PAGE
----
Paul emphasised the content of the message and the power of the Holy Spirit in his preaching rather than eloquence:
“And I, brethren, when I came to you, did not come with excellence of speech or of wisdom declaring to you the testimony of God. For I determined not to know anything among you exceptJesus Christ and Him crucified. I was with you in weakness, in fear, and in much trembling. And my speech and my preaching were not with persuasive words of human wisdom, but in demonstration of the Spirit and of power, that your faith should not be in the wisdom of men but in the power of God.”(1 Corinthians 2: 1-5).
Glitz and glitter
On a much broader front, believers can be so mesmerised by the glitz and glitter in church— soothing music, rousing worship, captivating stage performances, cavernous theatre-like complex, luxurious awe-inspiring ambience—that they fail to distinguish between the form (externals, frills) and the substance (core values).
Now there is nothing wrong with having all the nice things in life—the music and ambience. But when sound doctrine is superceded by these external elements, then we have clearly put the cart before the horse.
Could it be that believers let their guard down and passively accept whatever is taught over the pulpit because such a setting makes them feel good about the church? Could it be that they readily assimilate its teachings on account of the good vibes they feel about the church?
Safety in numbers
Herd mentality exists not only in wildlife reserves and the financial markets but also in the spiritual realm.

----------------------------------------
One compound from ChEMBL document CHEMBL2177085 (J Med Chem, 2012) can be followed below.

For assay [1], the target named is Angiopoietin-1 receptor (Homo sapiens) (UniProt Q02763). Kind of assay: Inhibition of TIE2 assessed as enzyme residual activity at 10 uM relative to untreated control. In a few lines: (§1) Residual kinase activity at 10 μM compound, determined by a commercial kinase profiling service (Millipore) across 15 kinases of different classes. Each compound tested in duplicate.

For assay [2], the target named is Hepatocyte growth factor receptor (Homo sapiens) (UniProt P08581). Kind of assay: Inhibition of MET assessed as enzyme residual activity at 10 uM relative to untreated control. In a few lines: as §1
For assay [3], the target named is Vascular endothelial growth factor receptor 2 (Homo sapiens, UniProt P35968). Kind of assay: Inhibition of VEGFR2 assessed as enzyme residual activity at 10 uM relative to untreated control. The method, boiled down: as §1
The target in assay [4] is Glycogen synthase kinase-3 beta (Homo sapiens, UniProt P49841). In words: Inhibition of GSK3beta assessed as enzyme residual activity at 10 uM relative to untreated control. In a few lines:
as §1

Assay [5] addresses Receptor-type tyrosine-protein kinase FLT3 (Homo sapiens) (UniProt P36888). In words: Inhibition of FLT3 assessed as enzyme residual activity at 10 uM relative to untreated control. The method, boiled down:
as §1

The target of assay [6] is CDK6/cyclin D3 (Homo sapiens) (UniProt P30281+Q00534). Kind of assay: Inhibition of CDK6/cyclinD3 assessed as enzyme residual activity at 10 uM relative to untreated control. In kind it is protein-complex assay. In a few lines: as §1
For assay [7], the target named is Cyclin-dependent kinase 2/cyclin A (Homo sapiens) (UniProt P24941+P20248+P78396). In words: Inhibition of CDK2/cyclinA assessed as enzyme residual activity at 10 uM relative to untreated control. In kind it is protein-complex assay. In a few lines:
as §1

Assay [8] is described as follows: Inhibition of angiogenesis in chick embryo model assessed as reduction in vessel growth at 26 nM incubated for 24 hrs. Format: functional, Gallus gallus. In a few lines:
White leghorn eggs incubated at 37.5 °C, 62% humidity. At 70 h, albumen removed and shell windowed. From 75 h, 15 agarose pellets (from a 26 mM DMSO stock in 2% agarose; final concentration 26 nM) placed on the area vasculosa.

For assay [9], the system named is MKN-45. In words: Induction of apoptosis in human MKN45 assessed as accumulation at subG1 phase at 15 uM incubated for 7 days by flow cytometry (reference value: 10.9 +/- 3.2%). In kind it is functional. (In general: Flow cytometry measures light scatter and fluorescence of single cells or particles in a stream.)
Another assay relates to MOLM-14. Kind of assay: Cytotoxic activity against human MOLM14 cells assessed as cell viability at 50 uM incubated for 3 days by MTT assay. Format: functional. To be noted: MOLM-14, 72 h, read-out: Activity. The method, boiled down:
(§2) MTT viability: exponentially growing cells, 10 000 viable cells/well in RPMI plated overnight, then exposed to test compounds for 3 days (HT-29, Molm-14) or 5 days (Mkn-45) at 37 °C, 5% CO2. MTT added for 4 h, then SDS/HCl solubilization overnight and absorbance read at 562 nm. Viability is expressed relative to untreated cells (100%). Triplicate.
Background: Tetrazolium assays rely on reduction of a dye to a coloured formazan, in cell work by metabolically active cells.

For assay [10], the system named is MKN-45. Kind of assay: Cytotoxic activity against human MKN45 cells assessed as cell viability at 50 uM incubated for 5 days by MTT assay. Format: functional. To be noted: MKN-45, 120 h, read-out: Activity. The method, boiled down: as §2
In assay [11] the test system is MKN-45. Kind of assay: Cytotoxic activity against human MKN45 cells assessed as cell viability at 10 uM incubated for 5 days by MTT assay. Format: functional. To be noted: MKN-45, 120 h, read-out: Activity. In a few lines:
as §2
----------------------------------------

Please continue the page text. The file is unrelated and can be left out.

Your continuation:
If we just follow the majority, not questioning the validity of your beliefs, we may be following the crowd on the way to destruction. Sincerity is not enough. It can be very costly at the end of the road. Let us not be lulled by a sense of complacency that, since we are on the side of the majority, we are safe.
In a showdown with four hundred and fifty prophets of Baal at Mount Carmel, Elijah set out to prove that his God is the true and living God. No matter how hard the false prophets called upon their god to send fire to the altar, Baal did not show up. However, God vindicated Elijah by sending fire to consume the sacrifice at the altar, proving that one man and God make a majority.
If we are holding on to the truth and it seems the whole world is against us, take heart in this: Truth stands by itself. It has no need of endorsement from the majority or big names.
Many believers only want to hear messages that are sugar-coated, pleasant and soothing. Anything that’s harsh and painful is rejected. They would rather listen to comforting lies than harsh truths.
The apostle Paul charged young Timothy to preach sound doctrine because the time will come when people will no longer listen to sound teaching. They will look for teachers who will tell them whatever their itching ears want to hear. They will reject the truth and chase after myths (2 Timothy 4:3-4).
The respected theologian A. W. Tozer says: “Much of our difficulty as seeking Christians stems from our unwillingness to take God as He is and adjust our lives accordingly. We insist on trying to modify Him and bring Him nearer to our own image.”
The trouble with many believers is that we prefer a God who is soft, loving and benevolent. Instinctively, we gravitate towards ministers who make God look like an indulgent celestial Santa Claus.
But thinking erroneously that He is always meek and mild may prove disastrous when believers are confronted by God the judge at the end of our life journey or when Christ returns.
The apostle Peter reaffirms the truth that believers will be judged: “For it is time for judgment to begin at the household of God; and if it begins with us, what will be the outcome for those who do not obey the gospel of God (1 Peter 4:17)?”
Lack of open-mindedness
People, in general, tend to be biased by virtue of their upbringing—family or religious background and exposure to certain schools of thought. Those with parochial views may think they are right. But unless they hear out another viewpoint, they may remain stuck in error or dogmatism. “The one who states his case first seems right, until the other comes and examines him” (Proverbs 18:17).